Welcome to the Freelancer’s Teabreak, and this ADHD freelance coach is about to share with you a big mistake I’ve made with neurodiversity. This week is Neurodiversity Celebration Week. The thing is…I talk about having ADHD a LOT. Too much probably. So I thought instead I’d share the biggest lesson I’ve learnt about neurodiversity, and what what it actually covers – and why I won’t be calling myself a neurodiversity coach.

Listen to the podcast episode below, watch it on Youtube, or scroll down for the summary!


The biggest mistake I’ve made about neurodiversity

Welcome to the Freelancer’s Teabreak, and this ADHD freelance coach is about to share with you a big mistake I’ve made with neurodiversity. This week is Neurodiversity Celebration Week. The thing is…I talk about having ADHD a LOT. Too much probably. So I thought instead I’d share the biggest lesson I’ve learnt about neurodiversity.

Prefer to read it? Here are the main points!

Introduction:
Neurodiversity is a concept that celebrates the unique differences in brain types and challenges the idea of a “normal” or “typical” brain. In this blog post, we will delve into the terms neurodivergent and neurodiverse, and explore a valuable lesson learned by Emma Cossey in her journey of self-discovery as someone with ADHD. We will also discuss the importance of using appropriate language when referring to neurodivergence and highlight the need for understanding and acceptance in the freelance community.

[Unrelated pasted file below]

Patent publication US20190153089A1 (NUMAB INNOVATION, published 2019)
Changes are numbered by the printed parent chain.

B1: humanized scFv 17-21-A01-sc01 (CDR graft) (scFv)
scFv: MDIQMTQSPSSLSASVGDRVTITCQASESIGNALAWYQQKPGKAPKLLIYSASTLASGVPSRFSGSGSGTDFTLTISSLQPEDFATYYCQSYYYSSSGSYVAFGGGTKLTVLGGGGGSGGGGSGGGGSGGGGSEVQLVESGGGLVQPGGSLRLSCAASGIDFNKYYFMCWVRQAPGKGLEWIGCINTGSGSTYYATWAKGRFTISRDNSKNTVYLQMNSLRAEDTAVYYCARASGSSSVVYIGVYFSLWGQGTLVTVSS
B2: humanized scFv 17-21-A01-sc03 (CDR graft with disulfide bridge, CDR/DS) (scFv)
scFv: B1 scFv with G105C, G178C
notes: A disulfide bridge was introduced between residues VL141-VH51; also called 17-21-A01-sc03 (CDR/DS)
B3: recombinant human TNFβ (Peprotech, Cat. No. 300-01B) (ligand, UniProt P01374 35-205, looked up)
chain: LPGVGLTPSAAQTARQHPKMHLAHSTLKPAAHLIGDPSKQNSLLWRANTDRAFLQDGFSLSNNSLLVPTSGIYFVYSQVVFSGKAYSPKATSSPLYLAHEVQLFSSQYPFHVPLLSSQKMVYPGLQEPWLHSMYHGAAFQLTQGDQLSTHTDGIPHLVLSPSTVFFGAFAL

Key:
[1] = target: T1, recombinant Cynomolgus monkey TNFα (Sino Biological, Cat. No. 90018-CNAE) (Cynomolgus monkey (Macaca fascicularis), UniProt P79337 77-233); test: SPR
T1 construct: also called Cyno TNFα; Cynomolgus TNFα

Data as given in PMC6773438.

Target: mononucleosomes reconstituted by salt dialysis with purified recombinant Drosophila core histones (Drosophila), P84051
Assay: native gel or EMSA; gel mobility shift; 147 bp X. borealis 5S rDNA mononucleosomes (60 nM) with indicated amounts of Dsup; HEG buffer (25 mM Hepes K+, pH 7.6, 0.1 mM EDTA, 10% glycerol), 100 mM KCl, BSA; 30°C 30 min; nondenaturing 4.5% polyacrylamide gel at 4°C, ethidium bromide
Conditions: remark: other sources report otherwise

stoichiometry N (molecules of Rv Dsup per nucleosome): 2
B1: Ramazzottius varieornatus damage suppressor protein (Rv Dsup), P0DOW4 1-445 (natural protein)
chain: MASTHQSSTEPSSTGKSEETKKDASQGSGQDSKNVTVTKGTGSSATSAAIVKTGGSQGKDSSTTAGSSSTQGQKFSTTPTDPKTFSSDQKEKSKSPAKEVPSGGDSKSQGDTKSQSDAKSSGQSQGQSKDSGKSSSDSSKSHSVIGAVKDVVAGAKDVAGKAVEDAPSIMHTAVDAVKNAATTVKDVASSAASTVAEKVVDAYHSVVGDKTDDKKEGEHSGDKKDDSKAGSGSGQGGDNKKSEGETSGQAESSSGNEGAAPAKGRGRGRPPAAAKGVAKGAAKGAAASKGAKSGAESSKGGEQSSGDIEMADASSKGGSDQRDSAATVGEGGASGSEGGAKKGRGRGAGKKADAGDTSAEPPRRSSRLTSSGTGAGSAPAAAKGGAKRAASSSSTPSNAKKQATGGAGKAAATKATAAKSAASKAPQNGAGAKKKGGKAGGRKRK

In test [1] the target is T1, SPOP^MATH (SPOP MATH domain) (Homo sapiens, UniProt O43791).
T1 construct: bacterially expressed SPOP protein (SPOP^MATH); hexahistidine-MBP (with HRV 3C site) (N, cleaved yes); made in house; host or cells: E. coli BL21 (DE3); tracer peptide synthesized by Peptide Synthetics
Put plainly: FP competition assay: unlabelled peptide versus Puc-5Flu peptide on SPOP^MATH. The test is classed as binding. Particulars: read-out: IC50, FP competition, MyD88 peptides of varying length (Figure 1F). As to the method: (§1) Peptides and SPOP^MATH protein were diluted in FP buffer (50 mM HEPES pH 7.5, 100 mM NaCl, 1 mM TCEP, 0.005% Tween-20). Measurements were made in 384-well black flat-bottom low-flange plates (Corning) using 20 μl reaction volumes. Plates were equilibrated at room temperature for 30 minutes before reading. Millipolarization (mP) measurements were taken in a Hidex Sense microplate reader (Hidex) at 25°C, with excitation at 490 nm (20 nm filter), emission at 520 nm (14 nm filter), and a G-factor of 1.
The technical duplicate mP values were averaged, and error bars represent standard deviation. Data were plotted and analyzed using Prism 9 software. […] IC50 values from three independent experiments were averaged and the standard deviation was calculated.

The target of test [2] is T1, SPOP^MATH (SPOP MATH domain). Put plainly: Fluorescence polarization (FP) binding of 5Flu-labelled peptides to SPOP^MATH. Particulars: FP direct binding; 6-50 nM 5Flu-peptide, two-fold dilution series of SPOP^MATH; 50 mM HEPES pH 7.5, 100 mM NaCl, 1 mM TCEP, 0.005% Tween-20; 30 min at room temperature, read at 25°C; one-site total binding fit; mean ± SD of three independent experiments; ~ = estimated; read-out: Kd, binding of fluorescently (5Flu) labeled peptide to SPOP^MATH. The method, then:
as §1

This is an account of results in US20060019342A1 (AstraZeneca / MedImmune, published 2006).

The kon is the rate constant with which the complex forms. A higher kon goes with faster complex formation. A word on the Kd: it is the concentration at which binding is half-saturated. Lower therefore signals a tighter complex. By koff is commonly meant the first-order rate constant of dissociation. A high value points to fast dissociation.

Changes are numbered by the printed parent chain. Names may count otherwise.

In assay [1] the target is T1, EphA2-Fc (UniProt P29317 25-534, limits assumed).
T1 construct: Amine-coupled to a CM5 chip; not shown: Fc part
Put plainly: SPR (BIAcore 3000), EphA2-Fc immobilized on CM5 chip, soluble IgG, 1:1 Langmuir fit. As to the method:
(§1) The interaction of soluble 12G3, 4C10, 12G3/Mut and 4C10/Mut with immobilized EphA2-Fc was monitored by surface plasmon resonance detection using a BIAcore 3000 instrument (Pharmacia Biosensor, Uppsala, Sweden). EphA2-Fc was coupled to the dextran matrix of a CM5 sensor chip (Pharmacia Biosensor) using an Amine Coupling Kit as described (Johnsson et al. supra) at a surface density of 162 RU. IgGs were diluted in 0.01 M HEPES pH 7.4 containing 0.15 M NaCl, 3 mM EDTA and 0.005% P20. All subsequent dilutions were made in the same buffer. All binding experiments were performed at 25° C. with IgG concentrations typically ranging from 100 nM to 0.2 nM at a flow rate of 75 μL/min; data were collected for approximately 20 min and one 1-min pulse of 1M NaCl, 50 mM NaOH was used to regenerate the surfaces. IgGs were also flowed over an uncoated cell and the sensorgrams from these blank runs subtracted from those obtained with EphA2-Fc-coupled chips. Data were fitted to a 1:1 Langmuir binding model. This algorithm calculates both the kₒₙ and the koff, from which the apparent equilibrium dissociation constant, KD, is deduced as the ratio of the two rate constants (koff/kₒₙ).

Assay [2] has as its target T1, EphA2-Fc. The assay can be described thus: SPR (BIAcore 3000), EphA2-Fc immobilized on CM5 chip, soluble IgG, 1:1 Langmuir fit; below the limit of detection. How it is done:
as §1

Summary of Main Points:
1. Neurodivergent vs. Neurodiverse: Emma clarifies the difference between these terms. Neurodivergent refers to individuals who are not neurotypical, encompassing conditions such as ADHD, autism, dyslexia, dyspraxia, and more. On the other hand, neurodiverse includes both neurodivergent and neurotypical individuals, recognizing the diversity of all brain types.

2. Broadening the Understanding: Emma emphasizes the need to expand our understanding of neurodivergence beyond autism and ADHD. Conditions such as dyscalculia, Tourette’s, Down syndrome, epilepsy, and various mental health conditions also fall under the neurodivergent umbrella. It is important to acknowledge the potential comorbidities and complexities that can arise.

3. The Evolution of Language: Just as language evolves to reflect societal changes, the terminology surrounding neurodiversity is also evolving. Emma Cossey highlights the importance of using precise language and avoiding dismissiveness towards other brain types that fall under the neurodivergent category. It is crucial to respect and acknowledge the unique experiences of each individual.

4. The Role of Freelancers: Freelancers often work with clients who may have neurodivergent conditions. By understanding the breadth of neurodiversity and adopting inclusive practices, freelancers can create a supportive and accommodating environment for their clients. Recognising the diverse needs and strengths of neurodivergent individuals can lead to more successful collaborations.

Call to Action:
As we continue to learn and grow, it is essential to stay open-minded and receptive to new information. If you have any insights or want to make any corrections regarding Neurodiversity and Neurodivergent, please share them in the comments section. Let us foster a community of understanding and acceptance, where neurodiversity is celebrated and embraced and we are all open to learning and educating ourselves.

In conclusion, neurodiversity is a vast and multifaceted concept that encompasses a wide range of brain types and conditions. By using precise language and expanding our knowledge, we can create a more inclusive and supportive environment for neurodivergent individuals. Let us strive for empathy, understanding, and celebration of the unique strengths that neurodiversity brings to our lives and work.

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